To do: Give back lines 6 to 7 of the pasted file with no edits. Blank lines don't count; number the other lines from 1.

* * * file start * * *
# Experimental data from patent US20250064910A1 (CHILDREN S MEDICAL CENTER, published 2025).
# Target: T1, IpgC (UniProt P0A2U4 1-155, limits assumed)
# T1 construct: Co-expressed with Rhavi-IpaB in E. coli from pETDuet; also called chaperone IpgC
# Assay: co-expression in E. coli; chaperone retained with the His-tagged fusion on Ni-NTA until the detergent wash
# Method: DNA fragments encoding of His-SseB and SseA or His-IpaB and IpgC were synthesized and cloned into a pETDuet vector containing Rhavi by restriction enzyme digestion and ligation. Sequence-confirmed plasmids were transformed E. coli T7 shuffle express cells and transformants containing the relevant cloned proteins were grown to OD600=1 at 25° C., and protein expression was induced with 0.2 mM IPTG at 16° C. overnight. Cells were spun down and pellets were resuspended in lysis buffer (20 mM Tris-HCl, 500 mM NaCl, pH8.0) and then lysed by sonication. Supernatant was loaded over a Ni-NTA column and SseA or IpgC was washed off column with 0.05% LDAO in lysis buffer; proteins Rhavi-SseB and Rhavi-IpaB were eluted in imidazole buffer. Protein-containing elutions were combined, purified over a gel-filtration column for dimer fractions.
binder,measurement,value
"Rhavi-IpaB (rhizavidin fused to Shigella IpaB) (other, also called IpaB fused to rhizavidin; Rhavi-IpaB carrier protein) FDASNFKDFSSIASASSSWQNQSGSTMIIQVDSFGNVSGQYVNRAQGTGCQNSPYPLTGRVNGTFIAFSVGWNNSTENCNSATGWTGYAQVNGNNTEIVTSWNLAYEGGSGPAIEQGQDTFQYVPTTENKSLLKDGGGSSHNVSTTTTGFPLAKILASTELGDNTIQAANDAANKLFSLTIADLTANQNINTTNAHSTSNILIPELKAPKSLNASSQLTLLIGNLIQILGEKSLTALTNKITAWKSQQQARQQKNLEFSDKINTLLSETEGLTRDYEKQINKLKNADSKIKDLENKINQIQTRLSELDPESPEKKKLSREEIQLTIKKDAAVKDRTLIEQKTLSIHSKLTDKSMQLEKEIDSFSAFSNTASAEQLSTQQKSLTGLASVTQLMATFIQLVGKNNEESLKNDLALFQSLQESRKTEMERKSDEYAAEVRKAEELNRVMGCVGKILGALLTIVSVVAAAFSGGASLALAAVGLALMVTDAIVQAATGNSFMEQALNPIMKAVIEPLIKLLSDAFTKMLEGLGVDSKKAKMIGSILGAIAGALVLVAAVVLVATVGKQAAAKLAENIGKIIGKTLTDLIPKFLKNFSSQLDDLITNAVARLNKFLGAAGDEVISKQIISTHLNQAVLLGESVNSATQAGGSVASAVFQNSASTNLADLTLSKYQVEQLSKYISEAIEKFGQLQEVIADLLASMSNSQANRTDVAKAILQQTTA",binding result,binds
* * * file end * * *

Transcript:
binder,measurement,value
"Rhavi-IpaB (rhizavidin fused to Shigella IpaB) (other, also called IpaB fused to rhizavidin; Rhavi-IpaB carrier protein) FDASNFKDFSSIASASSSWQNQSGSTMIIQVDSFGNVSGQYVNRAQGTGCQNSPYPLTGRVNGTFIAFSVGWNNSTENCNSATGWTGYAQVNGNNTEIVTSWNLAYEGGSGPAIEQGQDTFQYVPTTENKSLLKDGGGSSHNVSTTTTGFPLAKILASTELGDNTIQAANDAANKLFSLTIADLTANQNINTTNAHSTSNILIPELKAPKSLNASSQLTLLIGNLIQILGEKSLTALTNKITAWKSQQQARQQKNLEFSDKINTLLSETEGLTRDYEKQINKLKNADSKIKDLENKINQIQTRLSELDPESPEKKKLSREEIQLTIKKDAAVKDRTLIEQKTLSIHSKLTDKSMQLEKEIDSFSAFSNTASAEQLSTQQKSLTGLASVTQLMATFIQLVGKNNEESLKNDLALFQSLQESRKTEMERKSDEYAAEVRKAEELNRVMGCVGKILGALLTIVSVVAAAFSGGASLALAAVGLALMVTDAIVQAATGNSFMEQALNPIMKAVIEPLIKLLSDAFTKMLEGLGVDSKKAKMIGSILGAIAGALVLVAAVVLVATVGKQAAAKLAENIGKIIGKTLTDLIPKFLKNFSSQLDDLITNAVARLNKFLGAAGDEVISKQIISTHLNQAVLLGESVNSATQAGGSVASAVFQNSASTNLADLTLSKYQVEQLSKYISEAIEKFGQLQEVIADLLASMSNSQANRTDVAKAILQQTTA",binding result,binds